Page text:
Plant of the Day

Japanese Anemones

I have two small collections of Anemone x hybrida which have gradually spread their underground rhizomes to form bigger clumps. White ‘Honorine Jorbet’ is in a shady spot by the back gate and set off by the feathery foliage of Fennel, and pale pink ‘Richard Ahrens’ which enjoys the north side of a large Garrya elliptica ‘James Roof’ in the middle garden.

Both varieties are beautiful in their simplicity, and despite their fragile appearance are sturdy, weatherproof plants which are reliable and fully hardy. They light up a shady spot and provide height and colour where others might find the conditions difficult. They are easily propagated by taking root cuttings when flowering is over in November.

Blog Tech Support!

Being around 60, I came to Information Technology a bit late in life and I have to admit, I found setting up this blog a bit tricky! It is, of course, entirely logical and “easy when you know how”. Trouble is, I didn’t know how and my brain is not tuned in the same way as those born after 1965.

My very own Tech Support Manager!

Fortunately, I have children! And my eldest in particular not only works with computers every day for a large bank, he also takes pity on his poor old Dad! So, my very own Tech Support manager came to my rescue and helped me find my way around. He is cheap, always available and patient with old people – just what I need!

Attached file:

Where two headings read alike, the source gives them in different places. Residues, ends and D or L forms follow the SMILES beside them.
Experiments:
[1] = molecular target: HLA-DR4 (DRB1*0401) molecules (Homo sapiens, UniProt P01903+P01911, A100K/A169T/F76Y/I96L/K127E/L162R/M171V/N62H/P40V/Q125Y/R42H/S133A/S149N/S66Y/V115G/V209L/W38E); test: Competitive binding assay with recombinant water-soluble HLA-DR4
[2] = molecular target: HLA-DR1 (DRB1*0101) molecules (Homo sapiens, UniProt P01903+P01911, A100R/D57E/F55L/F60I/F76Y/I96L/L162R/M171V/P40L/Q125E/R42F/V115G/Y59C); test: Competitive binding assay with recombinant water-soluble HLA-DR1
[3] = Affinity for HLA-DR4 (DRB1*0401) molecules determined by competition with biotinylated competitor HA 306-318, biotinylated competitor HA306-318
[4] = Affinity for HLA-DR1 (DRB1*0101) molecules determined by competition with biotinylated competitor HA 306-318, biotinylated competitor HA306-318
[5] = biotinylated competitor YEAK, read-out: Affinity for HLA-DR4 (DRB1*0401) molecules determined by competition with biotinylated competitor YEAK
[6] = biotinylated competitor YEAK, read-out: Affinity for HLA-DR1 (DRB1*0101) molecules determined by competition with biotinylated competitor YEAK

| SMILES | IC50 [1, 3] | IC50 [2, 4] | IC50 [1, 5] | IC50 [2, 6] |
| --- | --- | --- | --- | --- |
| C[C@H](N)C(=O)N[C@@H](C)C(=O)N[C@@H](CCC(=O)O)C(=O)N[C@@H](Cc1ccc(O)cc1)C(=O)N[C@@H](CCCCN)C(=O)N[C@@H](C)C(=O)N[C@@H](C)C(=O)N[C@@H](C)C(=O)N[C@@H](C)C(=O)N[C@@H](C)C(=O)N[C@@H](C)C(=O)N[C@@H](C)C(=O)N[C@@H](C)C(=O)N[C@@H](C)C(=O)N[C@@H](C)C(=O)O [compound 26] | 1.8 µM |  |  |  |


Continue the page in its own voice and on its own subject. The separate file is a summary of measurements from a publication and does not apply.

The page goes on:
Daily Jottings

Update on “New Variety” Nicotiana mutabilis…

Just had a response from Ray Brown at Plant World in Devon. My “new variety” is not particularly unusual, it happens all the time with “mutabilis”. The clue is in the name meaning “changes” Not going to get rich this time! I will continue to save the seed though; who knows, it might throw up an even bigger change next year.

On the same subject, I thought I had recently found a new variety of Lychnis coronaria too. As far as I knew, it either came in shocking cerise pink or white. However, from a packet of ‘Alba’ seeds, up popped what I now know is ‘Angel’s Blush’. Surprising, delightful and disappointing all in one go!

Snipping or Sniping?